My Blood is Young .. Or so says Applied Arts (“Canada’s Visual Communications Magazine”)! I’m excited to announce that I’m in June’s issue, which features their 2013 photography and illustration awards winners. The whole issue is basically delicious eye candy.
You can find my self-directed editorial piece, “The Good News Bias”, in the “Young Blood” section, a category dedicated to illustrators and photographers with less than 3 years industry experience. Thanks Applied Arts!
3x3 Magazine’s Student Annual is out at last! It’s issue #20, and it makes for some very nice browsing. There are tonnes of different techniques and styles represented (from the not so interesting to the jealousy inducing, at least for me), so if you want a nice looking publication that shows what’s going on in contemporary illustration, you should definitely consider picking it up!
The cover (left) is by Jonathan Bartlett, the issue’s featured illustrator. You can find me in the Student Show section on page 154, sharing some real estate with the work of Julianna Brion (whose work I very much enjoy).
Adele’s “Skyfall” song has gotten a lot of attention over the past few months. But, for a new portrait piece, I decided to look into the many other Bond songstresses from over the years. I came upon Shirley Bassey, who has performed the most Bond songs of anyone ever! This piece is based on her performance of “Diamonds are Forever” for the 1971 movie.
Sure, you can hear the song by watching the movie’s campy opening credits (clearly from before the “dark” Bond era into which we’ve all been dragged), but I instead recommend the first couple minutes of this clip, which are slightly bonkers.
I did this a fair while ago, with the intention of doing a series, but I’m not too keen on another portrait just yet and I have some other exciting projects in the works. Stay tuned!
Hello there, and a slightly belated happy new year to you all! To kick it off, I made another desktop wallpaper. I kept it pretty simple, with lots of room around it for people like me who inevitably end up having a dozen or two files and folders on their desktops.
The image is partly a reminder of the year ahead and things to look forward to (January-March is pretty much the worst part of winter here in Toronto), contemplating the swift passing of time and seasons … but it’s moooostly a subtle reminder to stop writing “2012” on things already. Form AND function!
Hurry up and get it now, it’s only good for another 354 days! Download for:
The illustration was for this Fast Company article about an entrepreneurial endeavor by an ex-con called Collaborative Benefit. The web service hopes to connect rehabilitated, soon-to-be-released inmates with employment resources such as contacts, documentation, and internships, facilitating their difficult reintegration to the professional world.
You can check out the rest of the Ideas Illustrated here.
Remembrance Day inspired illustration / lettering.
A note — for me, the day is not at all about glorifying conflict or patriotism; rather, I think about my grandparents’ lives and the dark times they lived through by virtue of when they were born.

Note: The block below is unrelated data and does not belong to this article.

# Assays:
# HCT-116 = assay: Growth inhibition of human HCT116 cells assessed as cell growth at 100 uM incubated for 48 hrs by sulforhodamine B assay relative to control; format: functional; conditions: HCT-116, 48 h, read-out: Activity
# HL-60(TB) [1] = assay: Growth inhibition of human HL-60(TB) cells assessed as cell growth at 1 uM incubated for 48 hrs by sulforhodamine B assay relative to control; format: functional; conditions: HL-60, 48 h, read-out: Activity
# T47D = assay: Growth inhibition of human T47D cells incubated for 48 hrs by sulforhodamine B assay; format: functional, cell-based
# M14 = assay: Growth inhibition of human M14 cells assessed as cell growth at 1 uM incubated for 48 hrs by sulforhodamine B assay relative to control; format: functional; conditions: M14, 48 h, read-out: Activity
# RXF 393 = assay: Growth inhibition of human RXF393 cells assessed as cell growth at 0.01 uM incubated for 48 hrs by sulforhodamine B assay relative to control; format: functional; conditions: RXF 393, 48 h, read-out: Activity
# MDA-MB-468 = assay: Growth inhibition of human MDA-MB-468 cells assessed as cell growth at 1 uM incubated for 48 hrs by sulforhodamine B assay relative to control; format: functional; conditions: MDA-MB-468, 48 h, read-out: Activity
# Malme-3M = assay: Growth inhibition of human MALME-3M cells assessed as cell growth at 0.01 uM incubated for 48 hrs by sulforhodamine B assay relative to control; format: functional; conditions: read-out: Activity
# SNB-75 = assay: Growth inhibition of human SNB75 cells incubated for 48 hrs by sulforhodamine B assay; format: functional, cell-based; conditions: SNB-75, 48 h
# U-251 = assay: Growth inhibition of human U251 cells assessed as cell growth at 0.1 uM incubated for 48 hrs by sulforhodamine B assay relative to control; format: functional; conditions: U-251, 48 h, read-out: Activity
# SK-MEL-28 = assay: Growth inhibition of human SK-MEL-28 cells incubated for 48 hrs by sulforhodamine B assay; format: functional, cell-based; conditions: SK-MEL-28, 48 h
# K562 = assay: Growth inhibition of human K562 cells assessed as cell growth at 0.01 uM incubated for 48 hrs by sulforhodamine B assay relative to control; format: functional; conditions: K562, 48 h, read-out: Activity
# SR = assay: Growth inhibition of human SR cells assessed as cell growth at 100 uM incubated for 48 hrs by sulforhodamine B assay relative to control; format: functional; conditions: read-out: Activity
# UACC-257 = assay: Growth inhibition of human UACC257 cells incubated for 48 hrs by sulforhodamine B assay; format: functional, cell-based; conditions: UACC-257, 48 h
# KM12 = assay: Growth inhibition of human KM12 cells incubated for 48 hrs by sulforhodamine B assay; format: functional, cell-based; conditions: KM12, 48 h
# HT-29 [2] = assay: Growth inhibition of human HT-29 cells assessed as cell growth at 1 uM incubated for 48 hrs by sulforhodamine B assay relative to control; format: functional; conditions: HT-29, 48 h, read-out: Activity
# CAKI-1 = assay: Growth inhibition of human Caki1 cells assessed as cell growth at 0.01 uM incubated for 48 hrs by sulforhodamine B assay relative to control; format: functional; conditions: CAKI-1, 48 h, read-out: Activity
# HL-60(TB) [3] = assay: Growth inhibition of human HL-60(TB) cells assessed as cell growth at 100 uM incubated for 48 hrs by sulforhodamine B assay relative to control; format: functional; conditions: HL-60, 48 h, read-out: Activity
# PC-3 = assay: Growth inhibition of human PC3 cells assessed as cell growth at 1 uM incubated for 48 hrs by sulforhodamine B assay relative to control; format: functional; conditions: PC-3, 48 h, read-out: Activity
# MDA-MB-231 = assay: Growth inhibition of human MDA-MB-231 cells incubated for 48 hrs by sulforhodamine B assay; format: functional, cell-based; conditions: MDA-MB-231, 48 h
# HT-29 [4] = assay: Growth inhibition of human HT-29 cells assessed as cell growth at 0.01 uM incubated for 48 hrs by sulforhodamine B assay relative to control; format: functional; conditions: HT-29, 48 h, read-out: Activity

I’m all about questioning historical narratives and so on, but I do think that in honouring history (and its victims), we become less likely to be “doomed to repeat it,” to paraphrase George Santayana’s famous quotation.
The Good News Bias (2012). Illustrating the human psychological tendency towards optimism: when perceiving news, we focus on the positive and filter out the negative. Read more in this article on the Guardian.
C’est l’Halloween! I did a themed desktop wallpaper for one of my favourite art/design blogs, The Fox is Black. You can download it in a tonne of sizes (including ipad, iphone, and even iphone 5) by clicking the picture above! There’s a new desktop each day this week on the site, and lots of great ones back in the archives, too.
I wanted to do a shadowy but peaceful take on the theme: fun though the potential may be, if I’m going to see something every time I open my computer, I personally don’t go for gory and macabre! I was also inspired by the skyline of the Toronto neighborhood in which I’m now living, where the narrow, smushed-together houses each have their own unique features and create an interesting, gabled silhouette.
Here’s a lettering project I did a while ago for a fun site called “The Dead Words”. It is an illustrated type collection of English words which used to be common, but are now becoming forgotten or totally obsolete. I’m pretty interested in both illustrated lettering and the evolution of language (I even tried to make it the subject of my illustration thesis, in an incredibly misguided endeavor), so I wanted to add to this project pretty much as soon as I heard about it!
For this piece I took some colour cues from old atlases. I also decided to depict very outmoded, kind of romantic methods of communication: carrier pigeons and messages in bottles.
You can check out the rest of the project here, and if you feel like taking on a challenge yourself, why not contribute to the project? It was fun!
In my attempt to do more portraiture, I went back to a face I’ve illustrated before, though unsuccessfully in my opinion (it was a couple years ago and I’m a lot happier with my style now!).
I wanted to communicate the environmentalism in Margaret Atwood’s recent works, as well as how they can be read as cautionary tales of a dystopian future. I also enjoyed trying to give her a bit of a spooky, omniscient vibe befitting her prescient literary voice.